NEW STATUTORY PAYMENT PROVISIONS COULD COST YOU
A new bill regarding the payment for construction services took effect last week, on July 1, 2021. The bill updates Florida’s Prompt Payment laws, and increases the interest rate applied to all late payments. For public projects with local government entities, all payments due and not timely made shall now bear interest at the rate of 2% per month, or the rate specified by contract, whichever is greater. For public projects with the State, all payments due and not timely made shall now bear intertest at 2% per month. For private projects, any payment owed and not made within 14 days after it is due, shall bear interest at the statutory legal interest rate specified by Florida’s Chief Financial Officer, plus an additional 12 percent per annum, or the rate specified in the contract, whichever is greater. These new interest rates still apply all the way downstream (e.g. owner to general contractor; general contractor to subcontractor; subcontractor to supplier; and so forth). Previously, late payments on public projects bore interest at a rate of 1% per month, and on private projects at the statutory legal interest rate specified by Florida’s Chief Financial Officer.
Local Public Projects
2% per month or contract rate – whichever is greater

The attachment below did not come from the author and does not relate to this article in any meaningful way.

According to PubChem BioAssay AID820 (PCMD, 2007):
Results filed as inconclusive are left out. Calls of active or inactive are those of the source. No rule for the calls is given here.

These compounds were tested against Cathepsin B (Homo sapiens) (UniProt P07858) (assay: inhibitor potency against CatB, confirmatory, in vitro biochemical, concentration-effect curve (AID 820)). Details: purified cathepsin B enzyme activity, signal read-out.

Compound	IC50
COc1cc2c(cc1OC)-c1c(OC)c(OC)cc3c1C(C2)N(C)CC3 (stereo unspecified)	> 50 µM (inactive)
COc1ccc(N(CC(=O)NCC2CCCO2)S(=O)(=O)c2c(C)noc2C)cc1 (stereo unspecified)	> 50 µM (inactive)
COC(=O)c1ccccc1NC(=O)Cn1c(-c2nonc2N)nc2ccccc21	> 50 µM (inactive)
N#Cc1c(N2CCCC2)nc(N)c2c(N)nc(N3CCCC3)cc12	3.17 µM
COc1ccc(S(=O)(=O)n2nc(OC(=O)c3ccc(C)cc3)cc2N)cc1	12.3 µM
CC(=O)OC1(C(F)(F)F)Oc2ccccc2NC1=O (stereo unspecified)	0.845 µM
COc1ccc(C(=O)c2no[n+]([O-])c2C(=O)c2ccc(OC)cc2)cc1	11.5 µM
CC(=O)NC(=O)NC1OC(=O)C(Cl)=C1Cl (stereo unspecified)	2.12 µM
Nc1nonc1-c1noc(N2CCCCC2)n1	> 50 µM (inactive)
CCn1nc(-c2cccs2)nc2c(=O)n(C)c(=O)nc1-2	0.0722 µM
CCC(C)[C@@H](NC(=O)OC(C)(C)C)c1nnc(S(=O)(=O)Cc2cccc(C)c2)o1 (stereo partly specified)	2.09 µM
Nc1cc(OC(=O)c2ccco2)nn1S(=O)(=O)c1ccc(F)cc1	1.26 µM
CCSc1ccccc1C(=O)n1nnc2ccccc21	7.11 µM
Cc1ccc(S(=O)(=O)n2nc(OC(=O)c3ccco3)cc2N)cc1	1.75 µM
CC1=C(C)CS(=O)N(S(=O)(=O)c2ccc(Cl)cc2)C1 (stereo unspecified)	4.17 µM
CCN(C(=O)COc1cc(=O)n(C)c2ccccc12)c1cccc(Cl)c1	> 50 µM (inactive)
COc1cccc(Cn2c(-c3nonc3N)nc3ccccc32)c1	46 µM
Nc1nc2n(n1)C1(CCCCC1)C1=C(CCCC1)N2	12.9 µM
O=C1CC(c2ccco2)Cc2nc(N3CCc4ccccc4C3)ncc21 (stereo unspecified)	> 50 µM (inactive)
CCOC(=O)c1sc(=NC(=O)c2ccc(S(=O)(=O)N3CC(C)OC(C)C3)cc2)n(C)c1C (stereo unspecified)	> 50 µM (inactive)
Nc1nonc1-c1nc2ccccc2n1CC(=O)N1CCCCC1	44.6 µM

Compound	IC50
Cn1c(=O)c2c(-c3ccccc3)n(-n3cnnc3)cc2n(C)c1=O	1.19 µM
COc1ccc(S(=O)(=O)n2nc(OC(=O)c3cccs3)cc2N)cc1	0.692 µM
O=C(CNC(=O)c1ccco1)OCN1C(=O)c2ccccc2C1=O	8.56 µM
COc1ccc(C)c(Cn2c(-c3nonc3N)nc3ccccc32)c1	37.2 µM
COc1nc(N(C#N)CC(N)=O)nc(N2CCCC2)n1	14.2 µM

State Public Projects
2% per month
Statutory legal interest rate specified by Florida’s CFO plus 12% per annum or contract rate – whichever is greater
In addition, the new law also specifies that anyone who receives payment on a construction project—both public and private—and who knowingly and intentionally fails to make payment of the undisputed amounts owed for labor, services, or materials, in accordance with contract terms, commits a misapplication of construction funds, punishable as provided in § 713.345, Florida Statutes. Section 713.345 makes the misapplication of construction funds a felony and subject to criminal penalties, and now also subjects a license holder to disciplinary proceedings. The Construction Industry Licensing Board may now discipline a license holder for misapplication of construction funds. If convicted, the CILB must suspend all licenses issued to such license holder for a minimum of 1 year from the date of conviction, and may impose additional penalties.
It is more important than ever to ensure you are complying with Florida’s Prompt Payment laws and the provisions of your contracts, as failing to comply could have significant costs financially, professionally, and personally. Fortunately, you don’t have to figure it out alone. The attorneys at Kirwin Norris, P.A. are well adept in this area of law, with a majority of them Board Certified in Construction Law by the Florida Bar, so let us know any questions or concerns you may have about these new rights or obligations.